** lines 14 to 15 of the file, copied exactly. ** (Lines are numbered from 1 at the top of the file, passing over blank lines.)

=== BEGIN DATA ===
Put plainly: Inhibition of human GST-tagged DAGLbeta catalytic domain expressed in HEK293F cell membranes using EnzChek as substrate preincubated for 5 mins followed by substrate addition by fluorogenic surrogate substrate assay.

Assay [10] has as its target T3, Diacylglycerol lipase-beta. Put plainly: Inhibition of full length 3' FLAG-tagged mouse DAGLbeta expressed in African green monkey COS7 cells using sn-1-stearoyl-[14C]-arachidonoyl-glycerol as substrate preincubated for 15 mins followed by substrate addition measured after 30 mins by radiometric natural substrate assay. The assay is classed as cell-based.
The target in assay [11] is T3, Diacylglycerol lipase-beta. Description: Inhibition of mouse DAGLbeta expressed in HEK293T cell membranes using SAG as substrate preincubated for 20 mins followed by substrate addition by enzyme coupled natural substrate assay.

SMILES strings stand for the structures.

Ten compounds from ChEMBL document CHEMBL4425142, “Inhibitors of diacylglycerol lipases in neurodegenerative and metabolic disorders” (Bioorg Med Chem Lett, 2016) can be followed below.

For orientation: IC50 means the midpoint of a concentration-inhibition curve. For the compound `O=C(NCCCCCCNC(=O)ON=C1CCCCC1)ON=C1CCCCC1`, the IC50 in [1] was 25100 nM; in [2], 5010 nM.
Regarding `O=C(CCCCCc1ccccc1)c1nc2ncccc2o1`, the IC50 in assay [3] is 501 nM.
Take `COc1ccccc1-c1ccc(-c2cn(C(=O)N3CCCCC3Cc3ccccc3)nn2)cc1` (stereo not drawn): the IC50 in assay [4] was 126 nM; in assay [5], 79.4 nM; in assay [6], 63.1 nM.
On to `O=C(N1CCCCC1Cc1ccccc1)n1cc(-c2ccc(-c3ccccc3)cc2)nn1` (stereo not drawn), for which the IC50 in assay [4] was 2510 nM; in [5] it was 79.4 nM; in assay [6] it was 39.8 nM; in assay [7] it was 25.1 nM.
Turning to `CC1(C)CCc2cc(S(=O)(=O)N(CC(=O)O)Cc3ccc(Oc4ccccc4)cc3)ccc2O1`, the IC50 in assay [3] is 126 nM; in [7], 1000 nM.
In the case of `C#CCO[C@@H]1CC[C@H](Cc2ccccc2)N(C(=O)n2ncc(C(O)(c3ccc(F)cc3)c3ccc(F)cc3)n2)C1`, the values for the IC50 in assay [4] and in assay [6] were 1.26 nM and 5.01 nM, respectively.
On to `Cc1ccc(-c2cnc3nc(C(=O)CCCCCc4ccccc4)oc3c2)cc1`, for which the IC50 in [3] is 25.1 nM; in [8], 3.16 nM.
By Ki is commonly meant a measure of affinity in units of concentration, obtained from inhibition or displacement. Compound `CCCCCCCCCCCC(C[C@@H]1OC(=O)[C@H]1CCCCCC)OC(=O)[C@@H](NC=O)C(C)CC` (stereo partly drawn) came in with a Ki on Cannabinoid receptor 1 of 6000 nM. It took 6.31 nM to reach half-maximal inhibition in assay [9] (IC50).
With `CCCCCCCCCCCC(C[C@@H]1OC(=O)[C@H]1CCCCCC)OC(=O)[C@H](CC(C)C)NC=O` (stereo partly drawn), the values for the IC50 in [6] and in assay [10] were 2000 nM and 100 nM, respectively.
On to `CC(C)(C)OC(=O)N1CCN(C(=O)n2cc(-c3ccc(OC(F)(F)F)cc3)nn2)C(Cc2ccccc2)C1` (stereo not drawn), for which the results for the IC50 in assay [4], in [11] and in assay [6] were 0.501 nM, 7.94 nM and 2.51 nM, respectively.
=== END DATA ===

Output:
With `CCCCCCCCCCCC(C[C@@H]1OC(=O)[C@H]1CCCCCC)OC(=O)[C@H](CC(C)C)NC=O` (stereo partly drawn), the values for the IC50 in [6] and in assay [10] were 2000 nM and 100 nM, respectively.
On to `CC(C)(C)OC(=O)N1CCN(C(=O)n2cc(-c3ccc(OC(F)(F)F)cc3)nn2)C(Cc2ccccc2)C1` (stereo not drawn), for which the results for the IC50 in assay [4], in [11] and in assay [6] were 0.501 nM, 7.94 nM and 2.51 nM, respectively.